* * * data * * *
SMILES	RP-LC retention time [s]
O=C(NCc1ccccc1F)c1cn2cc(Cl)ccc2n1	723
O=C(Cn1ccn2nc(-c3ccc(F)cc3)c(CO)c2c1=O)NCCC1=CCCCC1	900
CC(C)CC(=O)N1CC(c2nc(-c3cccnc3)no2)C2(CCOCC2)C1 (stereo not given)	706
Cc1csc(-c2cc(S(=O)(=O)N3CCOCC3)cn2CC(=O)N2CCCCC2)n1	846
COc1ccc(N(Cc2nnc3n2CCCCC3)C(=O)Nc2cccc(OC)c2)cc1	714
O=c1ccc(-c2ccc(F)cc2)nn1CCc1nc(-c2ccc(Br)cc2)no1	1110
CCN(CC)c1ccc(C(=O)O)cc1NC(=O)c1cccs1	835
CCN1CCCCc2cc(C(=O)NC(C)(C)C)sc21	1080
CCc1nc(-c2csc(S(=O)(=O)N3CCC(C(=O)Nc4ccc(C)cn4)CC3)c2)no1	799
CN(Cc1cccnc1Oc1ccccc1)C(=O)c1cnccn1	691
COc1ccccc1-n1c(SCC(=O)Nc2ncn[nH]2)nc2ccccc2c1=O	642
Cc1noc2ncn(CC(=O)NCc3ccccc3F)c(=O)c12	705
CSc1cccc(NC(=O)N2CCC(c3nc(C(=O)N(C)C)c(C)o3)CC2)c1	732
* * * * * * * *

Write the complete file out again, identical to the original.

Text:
SMILES	RP-LC retention time [s]
O=C(NCc1ccccc1F)c1cn2cc(Cl)ccc2n1	723
O=C(Cn1ccn2nc(-c3ccc(F)cc3)c(CO)c2c1=O)NCCC1=CCCCC1	900
CC(C)CC(=O)N1CC(c2nc(-c3cccnc3)no2)C2(CCOCC2)C1 (stereo not given)	706
Cc1csc(-c2cc(S(=O)(=O)N3CCOCC3)cn2CC(=O)N2CCCCC2)n1	846
COc1ccc(N(Cc2nnc3n2CCCCC3)C(=O)Nc2cccc(OC)c2)cc1	714
O=c1ccc(-c2ccc(F)cc2)nn1CCc1nc(-c2ccc(Br)cc2)no1	1110
CCN(CC)c1ccc(C(=O)O)cc1NC(=O)c1cccs1	835
CCN1CCCCc2cc(C(=O)NC(C)(C)C)sc21	1080
CCc1nc(-c2csc(S(=O)(=O)N3CCC(C(=O)Nc4ccc(C)cn4)CC3)c2)no1	799
CN(Cc1cccnc1Oc1ccccc1)C(=O)c1cnccn1	691
COc1ccccc1-n1c(SCC(=O)Nc2ncn[nH]2)nc2ccccc2c1=O	642
Cc1noc2ncn(CC(=O)NCc3ccccc3F)c(=O)c12	705
CSc1cccc(NC(=O)N2CCC(c3nc(C(=O)N(C)C)c(C)o3)CC2)c1	732